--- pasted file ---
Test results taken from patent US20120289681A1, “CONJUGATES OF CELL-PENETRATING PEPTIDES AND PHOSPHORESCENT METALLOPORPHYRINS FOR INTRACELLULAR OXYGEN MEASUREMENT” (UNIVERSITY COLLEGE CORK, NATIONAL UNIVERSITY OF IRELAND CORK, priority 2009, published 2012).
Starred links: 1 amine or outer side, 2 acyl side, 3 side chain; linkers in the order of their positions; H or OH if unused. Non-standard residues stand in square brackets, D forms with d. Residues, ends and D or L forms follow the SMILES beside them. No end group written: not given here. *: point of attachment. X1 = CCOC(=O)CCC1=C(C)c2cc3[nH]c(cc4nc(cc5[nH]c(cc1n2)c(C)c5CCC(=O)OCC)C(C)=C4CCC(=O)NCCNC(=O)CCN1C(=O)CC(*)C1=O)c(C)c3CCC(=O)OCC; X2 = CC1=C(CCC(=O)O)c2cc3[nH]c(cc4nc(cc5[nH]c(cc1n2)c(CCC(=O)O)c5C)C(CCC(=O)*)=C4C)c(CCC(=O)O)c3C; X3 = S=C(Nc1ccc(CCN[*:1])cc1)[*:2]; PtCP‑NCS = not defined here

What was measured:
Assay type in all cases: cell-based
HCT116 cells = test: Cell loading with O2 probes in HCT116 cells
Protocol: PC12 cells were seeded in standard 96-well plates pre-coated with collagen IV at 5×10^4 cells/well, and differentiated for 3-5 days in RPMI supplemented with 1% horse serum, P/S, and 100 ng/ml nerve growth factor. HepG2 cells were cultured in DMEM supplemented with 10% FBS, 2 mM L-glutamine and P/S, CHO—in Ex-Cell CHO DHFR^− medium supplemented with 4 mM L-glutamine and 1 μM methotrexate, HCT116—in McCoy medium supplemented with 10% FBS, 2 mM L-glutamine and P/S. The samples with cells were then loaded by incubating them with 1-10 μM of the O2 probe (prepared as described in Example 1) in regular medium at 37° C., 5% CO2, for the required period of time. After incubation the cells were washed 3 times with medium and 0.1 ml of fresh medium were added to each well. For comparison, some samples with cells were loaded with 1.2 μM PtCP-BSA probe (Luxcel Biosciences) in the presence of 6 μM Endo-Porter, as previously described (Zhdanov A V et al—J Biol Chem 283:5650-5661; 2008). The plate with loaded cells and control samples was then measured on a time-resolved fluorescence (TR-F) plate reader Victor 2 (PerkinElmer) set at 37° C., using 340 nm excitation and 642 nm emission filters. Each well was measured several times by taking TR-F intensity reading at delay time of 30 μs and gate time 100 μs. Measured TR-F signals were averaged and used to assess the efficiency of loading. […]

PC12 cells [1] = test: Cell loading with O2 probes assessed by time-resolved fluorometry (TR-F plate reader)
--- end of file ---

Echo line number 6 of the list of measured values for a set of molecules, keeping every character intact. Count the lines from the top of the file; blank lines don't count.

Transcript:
Protocol: PC12 cells were seeded in standard 96-well plates pre-coated with collagen IV at 5×10^4 cells/well, and differentiated for 3-5 days in RPMI supplemented with 1% horse serum, P/S, and 100 ng/ml nerve growth factor. HepG2 cells were cultured in DMEM supplemented with 10% FBS, 2 mM L-glutamine and P/S, CHO—in Ex-Cell CHO DHFR^− medium supplemented with 4 mM L-glutamine and 1 μM methotrexate, HCT116—in McCoy medium supplemented with 10% FBS, 2 mM L-glutamine and P/S. The samples with cells were then loaded by incubating them with 1-10 μM of the O2 probe (prepared as described in Example 1) in regular medium at 37° C., 5% CO2, for the required period of time. After incubation the cells were washed 3 times with medium and 0.1 ml of fresh medium were added to each well. For comparison, some samples with cells were loaded with 1.2 μM PtCP-BSA probe (Luxcel Biosciences) in the presence of 6 μM Endo-Porter, as previously described (Zhdanov A V et al—J Biol Chem 283:5650-5661; 2008). The plate with loaded cells and control samples was then measured on a time-resolved fluorescence (TR-F) plate reader Victor 2 (PerkinElmer) set at 37° C., using 340 nm excitation and 642 nm emission filters. Each well was measured several times by taking TR-F intensity reading at delay time of 30 μs and gate time 100 μs. Measured TR-F signals were averaged and used to assess the efficiency of loading. […]